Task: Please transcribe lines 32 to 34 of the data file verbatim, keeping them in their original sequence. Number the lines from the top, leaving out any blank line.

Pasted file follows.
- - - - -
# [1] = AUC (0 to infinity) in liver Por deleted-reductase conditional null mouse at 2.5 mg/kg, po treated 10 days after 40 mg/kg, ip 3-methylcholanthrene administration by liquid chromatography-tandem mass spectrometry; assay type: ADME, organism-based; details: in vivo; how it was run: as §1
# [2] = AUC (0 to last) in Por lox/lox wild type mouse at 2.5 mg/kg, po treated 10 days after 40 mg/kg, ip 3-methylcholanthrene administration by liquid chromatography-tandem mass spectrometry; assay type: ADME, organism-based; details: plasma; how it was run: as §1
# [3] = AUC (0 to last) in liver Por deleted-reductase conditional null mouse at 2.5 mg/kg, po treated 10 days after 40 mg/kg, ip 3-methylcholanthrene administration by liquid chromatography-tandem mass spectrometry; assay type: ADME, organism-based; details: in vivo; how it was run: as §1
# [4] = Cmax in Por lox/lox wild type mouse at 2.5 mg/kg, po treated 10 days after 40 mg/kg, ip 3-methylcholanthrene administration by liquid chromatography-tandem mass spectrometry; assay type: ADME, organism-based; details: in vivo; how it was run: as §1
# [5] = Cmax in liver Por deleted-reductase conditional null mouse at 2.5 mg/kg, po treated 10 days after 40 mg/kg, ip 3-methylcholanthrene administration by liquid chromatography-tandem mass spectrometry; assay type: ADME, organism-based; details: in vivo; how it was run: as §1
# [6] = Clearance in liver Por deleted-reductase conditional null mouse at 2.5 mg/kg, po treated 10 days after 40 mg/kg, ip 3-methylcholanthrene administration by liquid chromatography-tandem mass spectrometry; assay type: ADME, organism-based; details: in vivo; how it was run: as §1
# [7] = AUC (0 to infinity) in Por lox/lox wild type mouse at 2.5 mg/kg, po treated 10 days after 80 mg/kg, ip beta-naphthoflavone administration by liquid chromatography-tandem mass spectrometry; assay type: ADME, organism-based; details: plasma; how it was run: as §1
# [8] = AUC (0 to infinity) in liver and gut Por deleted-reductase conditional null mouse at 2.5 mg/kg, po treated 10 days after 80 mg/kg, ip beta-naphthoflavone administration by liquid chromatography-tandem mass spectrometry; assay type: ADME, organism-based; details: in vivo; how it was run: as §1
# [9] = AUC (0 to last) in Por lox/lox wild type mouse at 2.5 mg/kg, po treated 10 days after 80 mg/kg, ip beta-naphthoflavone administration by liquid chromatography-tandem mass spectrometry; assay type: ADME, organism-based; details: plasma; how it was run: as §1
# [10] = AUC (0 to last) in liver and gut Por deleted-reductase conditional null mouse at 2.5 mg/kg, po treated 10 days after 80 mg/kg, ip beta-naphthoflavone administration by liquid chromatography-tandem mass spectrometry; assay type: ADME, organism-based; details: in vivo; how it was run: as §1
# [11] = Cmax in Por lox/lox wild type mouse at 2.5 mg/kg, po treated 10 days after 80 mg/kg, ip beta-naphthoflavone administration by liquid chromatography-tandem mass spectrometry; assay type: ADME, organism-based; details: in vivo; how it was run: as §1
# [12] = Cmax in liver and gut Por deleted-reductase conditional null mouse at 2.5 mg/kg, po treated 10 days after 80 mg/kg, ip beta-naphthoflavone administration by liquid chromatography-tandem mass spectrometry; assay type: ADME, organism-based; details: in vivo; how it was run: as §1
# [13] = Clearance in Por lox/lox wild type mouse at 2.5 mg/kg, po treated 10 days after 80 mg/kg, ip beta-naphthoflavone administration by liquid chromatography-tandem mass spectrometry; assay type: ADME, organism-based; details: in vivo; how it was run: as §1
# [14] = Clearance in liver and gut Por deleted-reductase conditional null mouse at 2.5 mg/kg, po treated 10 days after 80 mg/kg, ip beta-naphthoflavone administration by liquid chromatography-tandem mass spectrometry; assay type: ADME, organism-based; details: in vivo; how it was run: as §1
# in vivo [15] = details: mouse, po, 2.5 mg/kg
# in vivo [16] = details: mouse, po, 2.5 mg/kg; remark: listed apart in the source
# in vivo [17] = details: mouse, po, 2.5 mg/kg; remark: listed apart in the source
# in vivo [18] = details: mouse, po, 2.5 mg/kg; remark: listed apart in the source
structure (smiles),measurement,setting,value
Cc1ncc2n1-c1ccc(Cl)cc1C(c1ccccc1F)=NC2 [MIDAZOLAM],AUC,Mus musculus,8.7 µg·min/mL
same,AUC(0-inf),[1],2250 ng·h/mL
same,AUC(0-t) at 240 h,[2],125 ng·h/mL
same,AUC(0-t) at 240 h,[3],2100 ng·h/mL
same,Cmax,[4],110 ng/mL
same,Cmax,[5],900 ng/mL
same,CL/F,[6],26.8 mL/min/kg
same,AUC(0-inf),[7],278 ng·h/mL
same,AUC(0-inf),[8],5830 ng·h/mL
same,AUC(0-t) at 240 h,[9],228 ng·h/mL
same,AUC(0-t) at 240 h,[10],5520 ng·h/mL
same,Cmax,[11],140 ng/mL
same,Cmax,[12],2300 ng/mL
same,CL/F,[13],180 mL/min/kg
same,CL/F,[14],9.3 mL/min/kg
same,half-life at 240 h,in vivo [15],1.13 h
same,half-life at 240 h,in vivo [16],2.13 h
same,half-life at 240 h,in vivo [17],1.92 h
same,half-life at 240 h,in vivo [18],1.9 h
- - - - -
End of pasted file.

same,Cmax,[12],2300 ng/mL
same,CL/F,[13],180 mL/min/kg
same,CL/F,[14],9.3 mL/min/kg